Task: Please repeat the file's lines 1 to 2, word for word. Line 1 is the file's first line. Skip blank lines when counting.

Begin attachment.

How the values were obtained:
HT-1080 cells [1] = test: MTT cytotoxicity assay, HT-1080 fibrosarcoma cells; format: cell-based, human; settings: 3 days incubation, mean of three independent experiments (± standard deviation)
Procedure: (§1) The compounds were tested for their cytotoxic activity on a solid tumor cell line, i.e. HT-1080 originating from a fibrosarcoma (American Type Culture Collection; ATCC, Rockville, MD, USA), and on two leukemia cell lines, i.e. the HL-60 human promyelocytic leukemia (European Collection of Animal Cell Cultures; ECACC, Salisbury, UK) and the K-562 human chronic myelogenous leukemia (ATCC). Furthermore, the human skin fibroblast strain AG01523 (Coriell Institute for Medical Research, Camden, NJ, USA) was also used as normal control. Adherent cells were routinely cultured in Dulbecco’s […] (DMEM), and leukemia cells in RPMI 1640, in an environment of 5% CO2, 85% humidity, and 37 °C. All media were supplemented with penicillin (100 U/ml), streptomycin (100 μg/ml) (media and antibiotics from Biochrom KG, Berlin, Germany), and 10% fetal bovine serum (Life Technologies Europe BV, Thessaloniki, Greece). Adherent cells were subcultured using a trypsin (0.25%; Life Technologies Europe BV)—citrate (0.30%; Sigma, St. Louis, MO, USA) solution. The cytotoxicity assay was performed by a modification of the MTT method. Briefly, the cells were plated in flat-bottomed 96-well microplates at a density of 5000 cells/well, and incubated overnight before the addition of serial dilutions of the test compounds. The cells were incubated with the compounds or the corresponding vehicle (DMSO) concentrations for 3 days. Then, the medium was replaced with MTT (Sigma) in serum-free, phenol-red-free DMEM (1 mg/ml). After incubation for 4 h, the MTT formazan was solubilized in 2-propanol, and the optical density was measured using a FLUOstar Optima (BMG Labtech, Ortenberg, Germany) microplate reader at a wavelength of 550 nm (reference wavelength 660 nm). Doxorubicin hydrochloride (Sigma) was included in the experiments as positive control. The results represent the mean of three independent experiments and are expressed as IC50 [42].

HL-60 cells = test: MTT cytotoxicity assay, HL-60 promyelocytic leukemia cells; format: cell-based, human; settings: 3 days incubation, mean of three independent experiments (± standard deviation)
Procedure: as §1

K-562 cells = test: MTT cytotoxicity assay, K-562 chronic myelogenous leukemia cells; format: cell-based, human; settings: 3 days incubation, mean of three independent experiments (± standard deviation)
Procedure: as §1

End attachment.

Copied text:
How the values were obtained:
HT-1080 cells [1] = test: MTT cytotoxicity assay, HT-1080 fibrosarcoma cells; format: cell-based, human; settings: 3 days incubation, mean of three independent experiments (± standard deviation)